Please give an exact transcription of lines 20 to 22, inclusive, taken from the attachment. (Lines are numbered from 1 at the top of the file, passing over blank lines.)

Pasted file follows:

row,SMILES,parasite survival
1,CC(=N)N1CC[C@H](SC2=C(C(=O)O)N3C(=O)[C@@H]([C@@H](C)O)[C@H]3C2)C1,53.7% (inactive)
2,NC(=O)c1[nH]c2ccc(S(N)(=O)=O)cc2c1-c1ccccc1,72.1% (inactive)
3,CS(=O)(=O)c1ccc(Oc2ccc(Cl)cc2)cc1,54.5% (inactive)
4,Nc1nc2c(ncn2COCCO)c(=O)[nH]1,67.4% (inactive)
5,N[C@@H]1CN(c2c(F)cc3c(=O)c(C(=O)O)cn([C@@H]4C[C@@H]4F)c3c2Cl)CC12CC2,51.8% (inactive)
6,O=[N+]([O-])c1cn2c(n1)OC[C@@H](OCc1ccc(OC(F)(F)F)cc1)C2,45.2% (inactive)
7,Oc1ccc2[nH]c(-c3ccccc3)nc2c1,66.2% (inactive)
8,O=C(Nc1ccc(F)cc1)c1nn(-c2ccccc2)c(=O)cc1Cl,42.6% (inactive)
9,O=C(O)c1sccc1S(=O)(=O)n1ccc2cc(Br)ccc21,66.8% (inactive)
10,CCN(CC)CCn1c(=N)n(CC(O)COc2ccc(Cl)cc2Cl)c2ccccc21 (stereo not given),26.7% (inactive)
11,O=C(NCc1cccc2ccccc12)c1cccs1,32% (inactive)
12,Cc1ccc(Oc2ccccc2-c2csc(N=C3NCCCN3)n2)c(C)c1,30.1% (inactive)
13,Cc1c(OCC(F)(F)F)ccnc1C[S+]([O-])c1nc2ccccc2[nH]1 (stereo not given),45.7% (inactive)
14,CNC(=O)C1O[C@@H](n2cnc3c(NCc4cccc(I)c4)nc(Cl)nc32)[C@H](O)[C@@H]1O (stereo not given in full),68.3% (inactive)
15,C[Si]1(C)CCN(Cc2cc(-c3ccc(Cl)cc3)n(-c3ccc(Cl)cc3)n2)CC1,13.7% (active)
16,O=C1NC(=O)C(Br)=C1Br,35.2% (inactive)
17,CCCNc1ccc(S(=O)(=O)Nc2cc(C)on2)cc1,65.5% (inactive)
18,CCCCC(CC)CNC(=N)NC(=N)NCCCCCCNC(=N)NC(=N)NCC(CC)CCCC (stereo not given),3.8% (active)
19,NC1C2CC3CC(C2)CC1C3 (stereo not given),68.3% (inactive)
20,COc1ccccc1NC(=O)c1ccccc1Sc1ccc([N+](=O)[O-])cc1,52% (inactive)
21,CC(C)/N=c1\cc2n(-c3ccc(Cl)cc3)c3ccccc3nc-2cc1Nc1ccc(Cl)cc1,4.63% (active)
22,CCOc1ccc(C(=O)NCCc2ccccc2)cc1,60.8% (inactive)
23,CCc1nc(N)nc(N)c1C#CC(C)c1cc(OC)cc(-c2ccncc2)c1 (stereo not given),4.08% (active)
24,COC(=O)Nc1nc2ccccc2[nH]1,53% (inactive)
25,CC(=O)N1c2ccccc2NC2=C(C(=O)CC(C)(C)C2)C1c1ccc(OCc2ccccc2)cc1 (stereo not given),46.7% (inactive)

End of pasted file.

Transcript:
19,NC1C2CC3CC(C2)CC1C3 (stereo not given),68.3% (inactive)
20,COc1ccccc1NC(=O)c1ccccc1Sc1ccc([N+](=O)[O-])cc1,52% (inactive)
21,CC(C)/N=c1\cc2n(-c3ccc(Cl)cc3)c3ccccc3nc-2cc1Nc1ccc(Cl)cc1,4.63% (active)